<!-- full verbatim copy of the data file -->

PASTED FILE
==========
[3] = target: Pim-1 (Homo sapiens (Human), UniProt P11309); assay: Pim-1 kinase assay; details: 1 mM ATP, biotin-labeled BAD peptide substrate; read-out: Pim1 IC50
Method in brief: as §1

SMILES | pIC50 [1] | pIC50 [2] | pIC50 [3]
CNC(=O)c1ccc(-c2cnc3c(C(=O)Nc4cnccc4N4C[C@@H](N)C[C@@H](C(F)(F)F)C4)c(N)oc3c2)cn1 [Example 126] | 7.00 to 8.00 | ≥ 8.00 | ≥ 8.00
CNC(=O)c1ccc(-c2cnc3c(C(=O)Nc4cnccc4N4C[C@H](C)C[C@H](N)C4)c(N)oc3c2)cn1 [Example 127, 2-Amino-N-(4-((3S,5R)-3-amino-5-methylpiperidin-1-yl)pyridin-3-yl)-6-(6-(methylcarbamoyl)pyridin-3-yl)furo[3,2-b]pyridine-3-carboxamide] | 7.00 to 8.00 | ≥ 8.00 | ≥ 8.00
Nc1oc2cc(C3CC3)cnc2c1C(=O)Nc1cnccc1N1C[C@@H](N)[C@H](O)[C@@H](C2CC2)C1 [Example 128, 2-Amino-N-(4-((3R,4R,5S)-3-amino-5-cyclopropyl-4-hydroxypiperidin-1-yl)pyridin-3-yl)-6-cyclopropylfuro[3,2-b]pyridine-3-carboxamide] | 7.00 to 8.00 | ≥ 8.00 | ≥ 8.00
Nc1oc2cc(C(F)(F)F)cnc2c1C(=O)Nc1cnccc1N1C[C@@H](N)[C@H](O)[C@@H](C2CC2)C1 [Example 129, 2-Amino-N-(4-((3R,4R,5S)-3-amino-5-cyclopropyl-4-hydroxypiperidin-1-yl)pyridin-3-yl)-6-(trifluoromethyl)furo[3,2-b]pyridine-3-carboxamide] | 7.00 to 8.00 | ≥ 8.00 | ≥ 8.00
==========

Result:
[3] = target: Pim-1 (Homo sapiens (Human), UniProt P11309); assay: Pim-1 kinase assay; details: 1 mM ATP, biotin-labeled BAD peptide substrate; read-out: Pim1 IC50
Method in brief: as §1

SMILES | pIC50 [1] | pIC50 [2] | pIC50 [3]
CNC(=O)c1ccc(-c2cnc3c(C(=O)Nc4cnccc4N4C[C@@H](N)C[C@@H](C(F)(F)F)C4)c(N)oc3c2)cn1 [Example 126] | 7.00 to 8.00 | ≥ 8.00 | ≥ 8.00
CNC(=O)c1ccc(-c2cnc3c(C(=O)Nc4cnccc4N4C[C@H](C)C[C@H](N)C4)c(N)oc3c2)cn1 [Example 127, 2-Amino-N-(4-((3S,5R)-3-amino-5-methylpiperidin-1-yl)pyridin-3-yl)-6-(6-(methylcarbamoyl)pyridin-3-yl)furo[3,2-b]pyridine-3-carboxamide] | 7.00 to 8.00 | ≥ 8.00 | ≥ 8.00
Nc1oc2cc(C3CC3)cnc2c1C(=O)Nc1cnccc1N1C[C@@H](N)[C@H](O)[C@@H](C2CC2)C1 [Example 128, 2-Amino-N-(4-((3R,4R,5S)-3-amino-5-cyclopropyl-4-hydroxypiperidin-1-yl)pyridin-3-yl)-6-cyclopropylfuro[3,2-b]pyridine-3-carboxamide] | 7.00 to 8.00 | ≥ 8.00 | ≥ 8.00
Nc1oc2cc(C(F)(F)F)cnc2c1C(=O)Nc1cnccc1N1C[C@@H](N)[C@H](O)[C@@H](C2CC2)C1 [Example 129, 2-Amino-N-(4-((3R,4R,5S)-3-amino-5-cyclopropyl-4-hydroxypiperidin-1-yl)pyridin-3-yl)-6-(trifluoromethyl)furo[3,2-b]pyridine-3-carboxamide] | 7.00 to 8.00 | ≥ 8.00 | ≥ 8.00